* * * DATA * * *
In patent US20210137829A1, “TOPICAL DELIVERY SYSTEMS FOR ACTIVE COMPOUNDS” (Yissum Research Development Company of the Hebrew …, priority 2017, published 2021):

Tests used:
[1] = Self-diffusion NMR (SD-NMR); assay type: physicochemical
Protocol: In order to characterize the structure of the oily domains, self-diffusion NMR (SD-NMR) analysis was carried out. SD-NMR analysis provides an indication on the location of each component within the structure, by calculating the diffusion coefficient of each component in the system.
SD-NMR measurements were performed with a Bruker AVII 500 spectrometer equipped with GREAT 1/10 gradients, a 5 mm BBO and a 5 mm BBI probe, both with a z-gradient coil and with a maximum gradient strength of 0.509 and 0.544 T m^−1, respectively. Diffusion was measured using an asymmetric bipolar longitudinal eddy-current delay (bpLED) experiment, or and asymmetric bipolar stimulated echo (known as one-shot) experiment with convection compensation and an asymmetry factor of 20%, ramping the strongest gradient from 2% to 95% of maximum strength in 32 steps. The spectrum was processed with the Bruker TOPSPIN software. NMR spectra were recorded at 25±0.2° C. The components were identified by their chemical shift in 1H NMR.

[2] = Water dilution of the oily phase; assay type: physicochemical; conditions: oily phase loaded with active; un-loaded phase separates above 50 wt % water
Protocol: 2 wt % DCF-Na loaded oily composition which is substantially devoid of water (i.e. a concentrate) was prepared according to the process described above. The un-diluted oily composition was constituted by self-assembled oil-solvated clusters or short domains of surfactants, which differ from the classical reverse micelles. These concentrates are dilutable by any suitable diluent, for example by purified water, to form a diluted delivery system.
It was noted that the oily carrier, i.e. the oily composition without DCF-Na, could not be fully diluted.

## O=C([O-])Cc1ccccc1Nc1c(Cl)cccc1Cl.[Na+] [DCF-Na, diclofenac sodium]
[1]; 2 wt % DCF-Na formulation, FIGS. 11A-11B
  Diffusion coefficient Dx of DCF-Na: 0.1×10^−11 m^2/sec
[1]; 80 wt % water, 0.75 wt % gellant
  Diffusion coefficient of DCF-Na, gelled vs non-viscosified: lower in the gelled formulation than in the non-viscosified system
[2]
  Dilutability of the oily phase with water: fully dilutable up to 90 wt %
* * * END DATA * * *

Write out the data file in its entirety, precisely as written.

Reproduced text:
In patent US20210137829A1, “TOPICAL DELIVERY SYSTEMS FOR ACTIVE COMPOUNDS” (Yissum Research Development Company of the Hebrew …, priority 2017, published 2021):

Tests used:
[1] = Self-diffusion NMR (SD-NMR); assay type: physicochemical
Protocol: In order to characterize the structure of the oily domains, self-diffusion NMR (SD-NMR) analysis was carried out. SD-NMR analysis provides an indication on the location of each component within the structure, by calculating the diffusion coefficient of each component in the system.
SD-NMR measurements were performed with a Bruker AVII 500 spectrometer equipped with GREAT 1/10 gradients, a 5 mm BBO and a 5 mm BBI probe, both with a z-gradient coil and with a maximum gradient strength of 0.509 and 0.544 T m^−1, respectively. Diffusion was measured using an asymmetric bipolar longitudinal eddy-current delay (bpLED) experiment, or and asymmetric bipolar stimulated echo (known as one-shot) experiment with convection compensation and an asymmetry factor of 20%, ramping the strongest gradient from 2% to 95% of maximum strength in 32 steps. The spectrum was processed with the Bruker TOPSPIN software. NMR spectra were recorded at 25±0.2° C. The components were identified by their chemical shift in 1H NMR.

[2] = Water dilution of the oily phase; assay type: physicochemical; conditions: oily phase loaded with active; un-loaded phase separates above 50 wt % water
Protocol: 2 wt % DCF-Na loaded oily composition which is substantially devoid of water (i.e. a concentrate) was prepared according to the process described above. The un-diluted oily composition was constituted by self-assembled oil-solvated clusters or short domains of surfactants, which differ from the classical reverse micelles. These concentrates are dilutable by any suitable diluent, for example by purified water, to form a diluted delivery system.
It was noted that the oily carrier, i.e. the oily composition without DCF-Na, could not be fully diluted.

## O=C([O-])Cc1ccccc1Nc1c(Cl)cccc1Cl.[Na+] [DCF-Na, diclofenac sodium]
[1]; 2 wt % DCF-Na formulation, FIGS. 11A-11B
  Diffusion coefficient Dx of DCF-Na: 0.1×10^−11 m^2/sec
[1]; 80 wt % water, 0.75 wt % gellant
  Diffusion coefficient of DCF-Na, gelled vs non-viscosified: lower in the gelled formulation than in the non-viscosified system
[2]
  Dilutability of the oily phase with water: fully dilutable up to 90 wt %